Crispening effect: An increase in the difference between two stimuli occurs if the background is similar to the stimuli; in this case the brightness differential threshold is lower.

 Apparent mix: When the spatial frequency of an object is high, a chromatic mix of background and stimulus is produced. This colour quality is applied in artistic painting, with its maximum expression in the pointillist movement. George Seurat used this technique; his brushstrokes are tiny points, with no merging between them on the canvas, yet when viewed from a certain distance they create the desired combinations on the retina. The same occurs with the pixels of a television screen.

1.4 Defective colour vision

1.4.1 Anomalies and deficiencies in colour vision

Most people see colour in the same way, which we can call normal chromatic vision. However, other people’s sight behaves abnormally. In most of these cases, they are able to differentiate colours, but their chromatic vision is much poorer than that of someone with normal sight. There are many colours which for a normal observer are clearly different and which the person with chromatic deficiency views as the same.

The reason can be explained with any ATD model, by considering the hypothesis that chromatic deficiency is due to the lack of one of the three cone types. This lack of a cone type means a failure in either the T or the D chromatic mechanisms.

Consider the Boynton model. The chromatic channels are T = L – 2 M and D = (L + M) – S. If one of the two terminals is cancelled out, the channel response will always be of the same sign. What happens if the L cone is missing? Channel D would function, but in an anomalous way (reduced to D = M – S), and its response would differ to that of the normal channel, but a positive or negative response would still be possible; however, channel T (T = – 2 M) would always respond in the same direction. Clearly, chromatic vision would thus be greatly reduced. In the hypothetical case of two cone types being missing (L and M), neither chromatic channel could function, and the subject would have no chromatic vision of any kind. A person lacking one cone type is known as a dichromat. Given that there are three types (L, M and S), there can be three separate categories, known as protanopia (lacking L cones), deuteranopia (lacking M cones) and tritanopia (lacking S cones). Individuals with these defi ciencies have sight that differs between the three types. Table 1.2 includes all types of reduced colour vision currently reported.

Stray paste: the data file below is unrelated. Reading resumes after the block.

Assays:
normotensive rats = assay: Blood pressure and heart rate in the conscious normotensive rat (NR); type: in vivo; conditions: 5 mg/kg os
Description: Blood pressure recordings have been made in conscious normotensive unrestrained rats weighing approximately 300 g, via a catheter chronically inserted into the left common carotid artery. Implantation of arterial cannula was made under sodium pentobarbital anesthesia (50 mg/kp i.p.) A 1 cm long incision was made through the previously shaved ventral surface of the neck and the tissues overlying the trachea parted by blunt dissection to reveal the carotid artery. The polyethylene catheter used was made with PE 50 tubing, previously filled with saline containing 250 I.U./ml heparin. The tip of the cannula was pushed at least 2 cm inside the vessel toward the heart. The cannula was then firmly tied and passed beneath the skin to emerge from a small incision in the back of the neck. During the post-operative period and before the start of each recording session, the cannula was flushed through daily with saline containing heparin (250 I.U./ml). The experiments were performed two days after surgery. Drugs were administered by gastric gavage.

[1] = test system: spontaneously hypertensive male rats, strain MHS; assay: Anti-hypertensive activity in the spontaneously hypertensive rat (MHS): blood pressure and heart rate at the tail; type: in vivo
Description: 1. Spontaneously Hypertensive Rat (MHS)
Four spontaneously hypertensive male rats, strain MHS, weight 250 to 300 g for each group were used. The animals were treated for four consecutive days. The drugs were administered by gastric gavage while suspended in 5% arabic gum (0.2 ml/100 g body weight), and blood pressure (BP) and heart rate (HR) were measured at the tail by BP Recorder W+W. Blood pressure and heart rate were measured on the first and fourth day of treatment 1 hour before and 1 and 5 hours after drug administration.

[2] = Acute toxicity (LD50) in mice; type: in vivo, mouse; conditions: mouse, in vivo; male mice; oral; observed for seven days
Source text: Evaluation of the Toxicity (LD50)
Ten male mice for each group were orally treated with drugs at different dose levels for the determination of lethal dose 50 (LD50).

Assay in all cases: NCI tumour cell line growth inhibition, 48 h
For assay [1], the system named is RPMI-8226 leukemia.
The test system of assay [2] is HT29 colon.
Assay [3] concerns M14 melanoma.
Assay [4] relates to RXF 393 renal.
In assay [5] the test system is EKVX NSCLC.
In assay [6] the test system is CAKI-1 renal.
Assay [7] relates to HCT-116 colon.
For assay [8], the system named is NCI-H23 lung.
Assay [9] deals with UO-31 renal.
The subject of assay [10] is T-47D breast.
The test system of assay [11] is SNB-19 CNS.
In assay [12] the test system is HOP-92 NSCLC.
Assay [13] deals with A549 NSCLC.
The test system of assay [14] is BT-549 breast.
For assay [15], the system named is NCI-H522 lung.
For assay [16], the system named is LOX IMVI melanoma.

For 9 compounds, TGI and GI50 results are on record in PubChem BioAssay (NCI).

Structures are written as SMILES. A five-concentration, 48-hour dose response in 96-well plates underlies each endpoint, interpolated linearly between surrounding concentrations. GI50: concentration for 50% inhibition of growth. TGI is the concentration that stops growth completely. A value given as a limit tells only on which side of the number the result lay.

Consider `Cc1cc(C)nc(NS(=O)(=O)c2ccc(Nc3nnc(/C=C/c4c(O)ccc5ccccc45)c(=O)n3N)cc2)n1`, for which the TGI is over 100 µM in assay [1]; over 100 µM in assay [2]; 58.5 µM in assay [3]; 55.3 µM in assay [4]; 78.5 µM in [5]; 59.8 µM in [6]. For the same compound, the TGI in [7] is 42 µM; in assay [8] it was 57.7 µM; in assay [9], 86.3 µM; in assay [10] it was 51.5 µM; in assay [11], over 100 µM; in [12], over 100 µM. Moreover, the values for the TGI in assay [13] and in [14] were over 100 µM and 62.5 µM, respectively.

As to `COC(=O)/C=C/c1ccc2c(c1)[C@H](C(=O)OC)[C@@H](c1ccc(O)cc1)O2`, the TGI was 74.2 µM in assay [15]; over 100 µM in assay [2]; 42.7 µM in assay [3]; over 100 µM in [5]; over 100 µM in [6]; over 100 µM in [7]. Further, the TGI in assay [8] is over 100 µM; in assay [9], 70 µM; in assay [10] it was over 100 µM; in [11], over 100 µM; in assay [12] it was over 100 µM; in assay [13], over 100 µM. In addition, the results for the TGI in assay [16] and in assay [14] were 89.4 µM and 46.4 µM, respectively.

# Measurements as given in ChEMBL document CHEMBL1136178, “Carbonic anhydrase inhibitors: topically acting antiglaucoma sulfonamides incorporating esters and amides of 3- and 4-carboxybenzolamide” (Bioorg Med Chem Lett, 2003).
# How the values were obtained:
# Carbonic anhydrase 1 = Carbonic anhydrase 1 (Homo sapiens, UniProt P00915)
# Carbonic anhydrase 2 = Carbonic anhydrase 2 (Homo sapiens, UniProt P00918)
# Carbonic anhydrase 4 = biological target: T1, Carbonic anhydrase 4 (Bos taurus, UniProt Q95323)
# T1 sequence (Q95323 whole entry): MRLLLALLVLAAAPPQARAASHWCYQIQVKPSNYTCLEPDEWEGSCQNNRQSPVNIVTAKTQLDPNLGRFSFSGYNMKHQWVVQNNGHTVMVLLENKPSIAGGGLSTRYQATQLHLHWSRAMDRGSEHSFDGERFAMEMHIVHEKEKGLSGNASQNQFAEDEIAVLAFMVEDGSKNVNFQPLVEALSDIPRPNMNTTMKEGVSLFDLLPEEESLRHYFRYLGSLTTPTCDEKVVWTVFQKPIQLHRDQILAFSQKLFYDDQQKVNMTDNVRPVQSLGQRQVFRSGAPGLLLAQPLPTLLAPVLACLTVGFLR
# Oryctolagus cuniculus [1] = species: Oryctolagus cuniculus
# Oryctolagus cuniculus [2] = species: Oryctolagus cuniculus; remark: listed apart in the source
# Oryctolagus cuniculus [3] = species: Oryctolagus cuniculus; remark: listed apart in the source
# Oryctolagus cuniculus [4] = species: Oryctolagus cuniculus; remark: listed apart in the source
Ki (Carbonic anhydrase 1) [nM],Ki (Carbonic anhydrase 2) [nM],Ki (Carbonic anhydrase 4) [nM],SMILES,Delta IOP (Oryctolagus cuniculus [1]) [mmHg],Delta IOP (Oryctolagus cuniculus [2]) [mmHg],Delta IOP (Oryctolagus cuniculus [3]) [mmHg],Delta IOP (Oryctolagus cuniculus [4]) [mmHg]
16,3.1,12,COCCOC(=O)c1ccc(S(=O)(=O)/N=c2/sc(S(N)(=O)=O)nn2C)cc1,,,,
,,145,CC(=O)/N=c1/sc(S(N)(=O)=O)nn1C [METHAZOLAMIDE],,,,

Table 1.2

Types of colour vision depending on the cones

As well as chromatic deficiencies, another anomaly type also exists: people who have all three cone types, one of which has a slightly displaced curve response for that pigment. In this case, the person will also suffer from poor colour discrimination. These cases are known as protanomalous, deuteranomalous and tritanomalous.

In people with protanomaly, maximum pigment L absorption is not at 560 nm, but instead is displaced slightly to shorter wavelengths and is thus closer to the M pigment. If we analyse the response to a red 650 nm wavelength, for example, sensitivity for this colour is reduced when compared with someone with normal sight, and as a result, in a yellow match with a sum of red and green, people with protanomaly have to add more red than a normal observer.

People with deuteranomaly suffer a similar problem, but in their case it is the M pigment that is abnormally displaced towards red. Maximum absorption is no longer 540 nm, but rather is displaced towards a high wavelength and is thus closer to the L